CEO gives jury different portrait of Jackson
FILE - In this March 5, 2009 file photo, Michael Jackson announces several concerts at the London O2 Arena in July, at a press conference at the London O2 Arena. AEG Live LLC CEO Randy Phillips told a jury on Wednesday June 12, 2013, that he saw Jackson as a forceful businessman who knew what he wanted and who he wanted to work with during preparations for his ill-fated “This Is It” shows. Phillips concluded his testimony after eight days in a case filed by the singer’s mother, Katherine Jackson, over her son’s death, claiming AEG Live should be held responsible for hiring the doctor convicted of giving the superstar a lethal dose of an anesthetic. (AP Photo/Joel Ryan, file)
LOS ANGELES (AP) — A look at key moments this past week in the wrongful death trial in Los Angeles between Michael Jackson's mother, Katherine Jackson, and concert giant AEG Live LLC, and what is expected at court in the week ahead:
Jackson's mother wants a jury to determine that the promoter of Jackson's planned comeback concerts didn't properly investigate Dr. Conrad Murray, who a criminal jury convicted of involuntary manslaughter for Jackson's June 2009 death. AEG's attorney says the case is about personal choice, namely Jackson's decision to have Murray serve as his doctor and give him doses of a powerful anesthetic as a sleep aid. Millions, possibly billions, of dollars are at stake.
WHAT HAPPENED THIS PAST WEEK
— AEG Live CEO Randy Phillips told jurors he received conflicting information about Jackson's health just days before the singer's death, but was reassured by Jackson's personal physician that everything was fine. Phillips also said he thought Jackson looked good during a meeting five days before he died, alleviating his fears.
— Phillips concluded his testimony after eight days on the stand and pointed questions from Katherine Jackson's attorney about his memory of events. The executive also tried to bolster AEG's contentions that it was Jackson's choice to hire Murray, telling jurors that the singer was a sophisticated, forceful businessman.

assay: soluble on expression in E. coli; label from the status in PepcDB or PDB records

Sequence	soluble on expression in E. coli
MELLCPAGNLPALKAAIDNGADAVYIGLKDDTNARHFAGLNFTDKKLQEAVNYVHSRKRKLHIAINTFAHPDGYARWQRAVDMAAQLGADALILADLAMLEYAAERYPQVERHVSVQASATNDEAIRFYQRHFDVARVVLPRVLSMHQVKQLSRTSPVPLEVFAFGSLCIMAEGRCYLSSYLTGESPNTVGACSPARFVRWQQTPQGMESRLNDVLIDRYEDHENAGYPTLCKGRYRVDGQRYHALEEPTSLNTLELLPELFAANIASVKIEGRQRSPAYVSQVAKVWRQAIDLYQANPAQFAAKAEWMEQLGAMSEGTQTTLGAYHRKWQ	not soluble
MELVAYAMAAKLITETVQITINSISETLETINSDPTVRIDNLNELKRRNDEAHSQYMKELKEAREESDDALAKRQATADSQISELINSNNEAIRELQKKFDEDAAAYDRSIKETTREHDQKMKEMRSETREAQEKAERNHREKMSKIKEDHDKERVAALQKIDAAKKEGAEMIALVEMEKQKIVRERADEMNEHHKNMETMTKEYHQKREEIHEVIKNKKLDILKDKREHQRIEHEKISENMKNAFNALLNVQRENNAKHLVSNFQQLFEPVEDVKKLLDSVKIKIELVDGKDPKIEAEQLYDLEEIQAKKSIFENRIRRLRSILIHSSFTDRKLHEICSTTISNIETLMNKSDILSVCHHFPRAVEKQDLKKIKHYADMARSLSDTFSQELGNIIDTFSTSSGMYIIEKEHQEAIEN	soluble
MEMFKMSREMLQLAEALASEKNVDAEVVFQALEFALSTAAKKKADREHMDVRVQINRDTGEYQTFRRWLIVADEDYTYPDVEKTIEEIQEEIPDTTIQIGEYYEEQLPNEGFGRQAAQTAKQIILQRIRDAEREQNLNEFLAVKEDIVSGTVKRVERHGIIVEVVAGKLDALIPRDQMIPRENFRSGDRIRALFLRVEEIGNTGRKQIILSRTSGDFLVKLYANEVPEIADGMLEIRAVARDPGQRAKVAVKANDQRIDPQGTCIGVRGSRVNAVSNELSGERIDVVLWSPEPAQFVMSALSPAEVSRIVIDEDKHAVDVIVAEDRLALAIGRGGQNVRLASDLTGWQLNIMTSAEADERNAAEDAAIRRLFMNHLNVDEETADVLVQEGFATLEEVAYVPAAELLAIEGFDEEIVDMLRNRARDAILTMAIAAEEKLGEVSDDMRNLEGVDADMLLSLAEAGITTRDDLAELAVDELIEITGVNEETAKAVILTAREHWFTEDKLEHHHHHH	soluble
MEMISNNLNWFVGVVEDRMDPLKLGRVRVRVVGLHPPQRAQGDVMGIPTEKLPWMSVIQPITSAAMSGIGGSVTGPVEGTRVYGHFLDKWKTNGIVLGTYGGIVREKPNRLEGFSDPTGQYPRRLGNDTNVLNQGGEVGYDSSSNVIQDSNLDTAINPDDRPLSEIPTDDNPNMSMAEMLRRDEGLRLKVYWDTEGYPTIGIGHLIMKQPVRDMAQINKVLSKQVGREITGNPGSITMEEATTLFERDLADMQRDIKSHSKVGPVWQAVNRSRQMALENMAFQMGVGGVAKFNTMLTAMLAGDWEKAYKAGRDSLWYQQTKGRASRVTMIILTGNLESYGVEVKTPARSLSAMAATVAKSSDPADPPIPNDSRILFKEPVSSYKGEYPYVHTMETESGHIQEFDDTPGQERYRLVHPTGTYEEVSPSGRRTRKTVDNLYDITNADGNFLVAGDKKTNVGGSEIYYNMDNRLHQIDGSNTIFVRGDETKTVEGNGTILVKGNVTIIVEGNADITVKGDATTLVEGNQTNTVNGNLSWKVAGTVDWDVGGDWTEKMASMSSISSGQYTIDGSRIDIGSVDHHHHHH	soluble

WHAT THE JURY SAW
— Several minutes of footage of Jackson spinning and dancing during a rehearsal of his song "Billie Jean" during a "This Is It" rehearsal in June 2009.
— A photo of a slender-looking Jackson in a T-shirt being dwarfed by shoulder elements of a costume he planned to wear. The image was shot on June 19, 2009, the day the singer had to be sent home from rehearsals because he was shivering and unable to eat on his own, according to emails from top tour workers.
— "We seem to be talking about Michael like he's the 5-year-old lead singer of the Jackson Five. ... That was not the man I dealt with," Phillips said, describing the singer as a forceful businessman who dictated who he wanted to work with on the tour.
— "You can't give up on people — that's not our job," Phillips said regarding working with entertainers who have documented problems of substance abuse.
OUTSIDE THE COURTROOM
— Authorities released a dispatch call related to the hospitalization of Jackson's 15-year-old daughter, Paris. According to information from sheriff's deputies at the scene, Paris Jackson took 20 Motrin pills and cut her arm with a kitchen knife.